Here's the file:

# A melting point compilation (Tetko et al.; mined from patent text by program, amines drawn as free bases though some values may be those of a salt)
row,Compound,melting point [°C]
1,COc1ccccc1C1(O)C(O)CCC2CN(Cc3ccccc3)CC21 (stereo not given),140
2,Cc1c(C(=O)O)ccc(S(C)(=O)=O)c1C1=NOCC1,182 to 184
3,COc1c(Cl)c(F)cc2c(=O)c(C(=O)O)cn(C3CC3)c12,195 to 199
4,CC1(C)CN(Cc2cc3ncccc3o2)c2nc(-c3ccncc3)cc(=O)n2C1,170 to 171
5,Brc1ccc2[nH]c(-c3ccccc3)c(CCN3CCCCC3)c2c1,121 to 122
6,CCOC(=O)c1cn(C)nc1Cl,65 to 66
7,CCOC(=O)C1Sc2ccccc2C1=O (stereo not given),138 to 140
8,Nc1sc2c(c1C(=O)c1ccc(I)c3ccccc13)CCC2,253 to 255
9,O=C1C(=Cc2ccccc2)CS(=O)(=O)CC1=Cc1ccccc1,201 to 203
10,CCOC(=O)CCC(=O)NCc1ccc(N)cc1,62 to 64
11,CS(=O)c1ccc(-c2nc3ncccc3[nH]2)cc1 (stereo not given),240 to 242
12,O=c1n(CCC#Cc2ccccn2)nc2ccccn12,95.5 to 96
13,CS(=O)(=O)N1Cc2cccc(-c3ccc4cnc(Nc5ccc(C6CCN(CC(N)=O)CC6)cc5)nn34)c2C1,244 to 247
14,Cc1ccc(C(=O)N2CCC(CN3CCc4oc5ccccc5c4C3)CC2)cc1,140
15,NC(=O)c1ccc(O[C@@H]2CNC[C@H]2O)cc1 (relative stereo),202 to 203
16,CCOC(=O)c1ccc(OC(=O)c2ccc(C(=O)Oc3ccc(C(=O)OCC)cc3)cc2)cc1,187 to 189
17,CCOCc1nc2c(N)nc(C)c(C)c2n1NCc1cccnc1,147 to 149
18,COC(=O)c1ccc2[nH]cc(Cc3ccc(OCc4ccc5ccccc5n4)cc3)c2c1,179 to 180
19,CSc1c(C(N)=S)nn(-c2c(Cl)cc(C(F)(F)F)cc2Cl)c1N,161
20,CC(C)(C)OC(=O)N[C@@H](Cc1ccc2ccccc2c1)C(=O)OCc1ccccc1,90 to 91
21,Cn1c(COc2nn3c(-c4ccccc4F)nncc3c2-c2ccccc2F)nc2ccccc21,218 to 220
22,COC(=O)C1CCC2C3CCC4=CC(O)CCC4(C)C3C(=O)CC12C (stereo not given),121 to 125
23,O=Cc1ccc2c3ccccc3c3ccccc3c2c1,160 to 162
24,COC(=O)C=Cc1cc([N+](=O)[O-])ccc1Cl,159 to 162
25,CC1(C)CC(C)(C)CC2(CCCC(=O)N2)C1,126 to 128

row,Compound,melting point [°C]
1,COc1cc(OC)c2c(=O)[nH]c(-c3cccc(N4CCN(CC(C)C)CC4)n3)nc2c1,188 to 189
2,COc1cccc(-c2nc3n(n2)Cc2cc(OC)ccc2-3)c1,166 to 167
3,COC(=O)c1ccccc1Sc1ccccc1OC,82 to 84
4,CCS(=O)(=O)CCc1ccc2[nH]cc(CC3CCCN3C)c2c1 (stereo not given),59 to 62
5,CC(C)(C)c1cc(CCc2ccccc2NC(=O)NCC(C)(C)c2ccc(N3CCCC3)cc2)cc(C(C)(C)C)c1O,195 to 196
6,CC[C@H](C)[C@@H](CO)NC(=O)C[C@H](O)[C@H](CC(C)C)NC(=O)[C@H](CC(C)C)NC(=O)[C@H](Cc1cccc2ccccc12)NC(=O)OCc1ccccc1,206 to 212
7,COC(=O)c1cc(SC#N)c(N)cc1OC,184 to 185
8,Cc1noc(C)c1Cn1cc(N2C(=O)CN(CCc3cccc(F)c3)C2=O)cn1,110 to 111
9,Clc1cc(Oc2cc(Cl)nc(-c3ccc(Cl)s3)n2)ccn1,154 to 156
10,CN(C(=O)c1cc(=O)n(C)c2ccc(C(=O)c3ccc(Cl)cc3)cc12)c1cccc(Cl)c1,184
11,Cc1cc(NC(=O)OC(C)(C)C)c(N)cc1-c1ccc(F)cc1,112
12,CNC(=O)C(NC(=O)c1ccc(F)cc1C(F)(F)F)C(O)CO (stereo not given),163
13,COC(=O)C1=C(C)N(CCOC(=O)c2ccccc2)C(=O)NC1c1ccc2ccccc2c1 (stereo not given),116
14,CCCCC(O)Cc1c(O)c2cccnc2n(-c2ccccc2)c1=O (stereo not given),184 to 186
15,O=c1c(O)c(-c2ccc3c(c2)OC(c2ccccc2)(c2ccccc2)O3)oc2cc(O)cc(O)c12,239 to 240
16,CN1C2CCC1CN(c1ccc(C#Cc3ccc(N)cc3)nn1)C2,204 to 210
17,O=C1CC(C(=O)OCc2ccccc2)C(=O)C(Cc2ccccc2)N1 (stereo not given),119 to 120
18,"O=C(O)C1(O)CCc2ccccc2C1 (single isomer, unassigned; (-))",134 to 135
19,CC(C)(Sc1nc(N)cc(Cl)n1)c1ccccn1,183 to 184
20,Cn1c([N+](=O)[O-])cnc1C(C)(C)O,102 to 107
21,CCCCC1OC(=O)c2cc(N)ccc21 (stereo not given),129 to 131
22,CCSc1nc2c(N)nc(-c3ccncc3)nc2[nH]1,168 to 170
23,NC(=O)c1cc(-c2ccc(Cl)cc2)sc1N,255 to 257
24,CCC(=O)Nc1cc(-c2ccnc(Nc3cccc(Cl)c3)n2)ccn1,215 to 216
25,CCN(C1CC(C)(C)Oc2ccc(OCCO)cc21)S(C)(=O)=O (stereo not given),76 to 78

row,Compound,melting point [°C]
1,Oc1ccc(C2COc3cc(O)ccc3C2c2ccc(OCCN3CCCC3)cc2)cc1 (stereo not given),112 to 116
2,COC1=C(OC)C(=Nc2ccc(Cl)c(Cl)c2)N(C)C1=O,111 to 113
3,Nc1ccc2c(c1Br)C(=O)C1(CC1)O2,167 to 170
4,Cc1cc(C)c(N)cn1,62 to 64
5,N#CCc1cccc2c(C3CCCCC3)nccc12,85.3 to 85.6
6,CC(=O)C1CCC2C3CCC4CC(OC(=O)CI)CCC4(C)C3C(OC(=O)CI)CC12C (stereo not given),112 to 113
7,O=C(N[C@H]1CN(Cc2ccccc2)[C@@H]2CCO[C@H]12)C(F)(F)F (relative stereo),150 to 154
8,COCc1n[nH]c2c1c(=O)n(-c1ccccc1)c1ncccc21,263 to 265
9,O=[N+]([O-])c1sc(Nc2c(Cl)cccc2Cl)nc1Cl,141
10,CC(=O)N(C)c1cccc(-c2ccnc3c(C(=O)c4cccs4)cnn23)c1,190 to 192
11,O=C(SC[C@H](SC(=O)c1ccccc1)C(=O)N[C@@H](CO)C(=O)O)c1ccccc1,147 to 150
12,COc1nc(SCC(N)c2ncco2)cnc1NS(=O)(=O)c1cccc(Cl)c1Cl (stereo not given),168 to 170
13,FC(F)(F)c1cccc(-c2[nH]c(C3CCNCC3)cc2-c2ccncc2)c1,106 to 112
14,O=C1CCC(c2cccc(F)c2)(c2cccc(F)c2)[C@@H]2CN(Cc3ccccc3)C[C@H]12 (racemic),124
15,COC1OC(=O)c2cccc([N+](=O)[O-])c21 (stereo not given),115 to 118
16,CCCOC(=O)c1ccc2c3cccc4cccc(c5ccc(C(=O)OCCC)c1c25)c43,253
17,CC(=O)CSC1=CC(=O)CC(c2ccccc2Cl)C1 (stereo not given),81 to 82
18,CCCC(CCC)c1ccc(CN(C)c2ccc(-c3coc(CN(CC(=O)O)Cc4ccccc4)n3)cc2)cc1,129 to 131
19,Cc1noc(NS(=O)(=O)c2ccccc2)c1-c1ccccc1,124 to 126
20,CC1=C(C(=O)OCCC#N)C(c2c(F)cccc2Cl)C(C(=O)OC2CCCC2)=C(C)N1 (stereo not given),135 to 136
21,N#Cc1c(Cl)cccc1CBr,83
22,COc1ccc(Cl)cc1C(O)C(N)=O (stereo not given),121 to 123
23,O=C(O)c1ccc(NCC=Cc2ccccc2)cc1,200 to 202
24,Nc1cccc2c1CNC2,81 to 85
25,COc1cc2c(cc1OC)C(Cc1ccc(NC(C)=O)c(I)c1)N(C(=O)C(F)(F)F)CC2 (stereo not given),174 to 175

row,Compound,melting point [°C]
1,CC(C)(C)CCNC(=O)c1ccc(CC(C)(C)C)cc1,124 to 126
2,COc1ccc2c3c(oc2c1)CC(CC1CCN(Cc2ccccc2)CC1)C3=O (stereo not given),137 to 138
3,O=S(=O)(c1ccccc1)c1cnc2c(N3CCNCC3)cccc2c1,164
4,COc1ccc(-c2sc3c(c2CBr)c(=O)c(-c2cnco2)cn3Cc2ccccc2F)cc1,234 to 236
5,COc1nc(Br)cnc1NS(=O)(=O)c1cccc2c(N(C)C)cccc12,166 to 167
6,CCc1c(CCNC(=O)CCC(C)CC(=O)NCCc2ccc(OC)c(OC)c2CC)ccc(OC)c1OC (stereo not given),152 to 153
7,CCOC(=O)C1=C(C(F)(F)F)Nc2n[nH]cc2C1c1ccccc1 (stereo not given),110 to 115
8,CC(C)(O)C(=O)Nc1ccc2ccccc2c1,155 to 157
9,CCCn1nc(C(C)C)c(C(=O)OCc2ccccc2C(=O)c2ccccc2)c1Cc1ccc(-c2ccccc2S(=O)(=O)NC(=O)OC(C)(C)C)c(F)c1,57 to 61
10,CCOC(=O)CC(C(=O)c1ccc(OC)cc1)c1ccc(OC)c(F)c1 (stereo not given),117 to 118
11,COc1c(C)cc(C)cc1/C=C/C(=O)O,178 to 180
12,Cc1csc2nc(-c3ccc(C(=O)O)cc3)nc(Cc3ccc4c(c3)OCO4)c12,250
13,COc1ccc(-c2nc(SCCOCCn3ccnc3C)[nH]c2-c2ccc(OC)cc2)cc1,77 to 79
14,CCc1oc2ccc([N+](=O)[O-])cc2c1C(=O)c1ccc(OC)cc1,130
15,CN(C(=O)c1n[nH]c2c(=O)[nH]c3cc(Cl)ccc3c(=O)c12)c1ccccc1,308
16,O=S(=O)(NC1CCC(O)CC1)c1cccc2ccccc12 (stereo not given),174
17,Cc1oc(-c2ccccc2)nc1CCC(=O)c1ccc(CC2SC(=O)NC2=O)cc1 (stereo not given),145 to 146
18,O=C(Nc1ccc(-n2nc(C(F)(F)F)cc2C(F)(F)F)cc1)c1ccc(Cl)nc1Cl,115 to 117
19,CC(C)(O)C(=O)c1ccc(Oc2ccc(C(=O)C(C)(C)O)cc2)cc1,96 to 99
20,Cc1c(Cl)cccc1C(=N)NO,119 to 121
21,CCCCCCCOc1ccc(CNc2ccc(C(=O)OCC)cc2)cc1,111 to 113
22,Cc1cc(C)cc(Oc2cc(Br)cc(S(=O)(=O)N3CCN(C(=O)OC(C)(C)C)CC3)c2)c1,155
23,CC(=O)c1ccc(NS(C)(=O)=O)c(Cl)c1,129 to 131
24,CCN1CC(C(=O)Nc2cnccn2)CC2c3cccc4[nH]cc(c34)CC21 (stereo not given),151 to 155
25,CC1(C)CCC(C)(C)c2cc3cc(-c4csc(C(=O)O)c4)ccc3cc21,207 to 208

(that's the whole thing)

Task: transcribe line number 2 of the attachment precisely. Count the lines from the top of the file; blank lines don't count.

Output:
row,Compound,melting point [°C]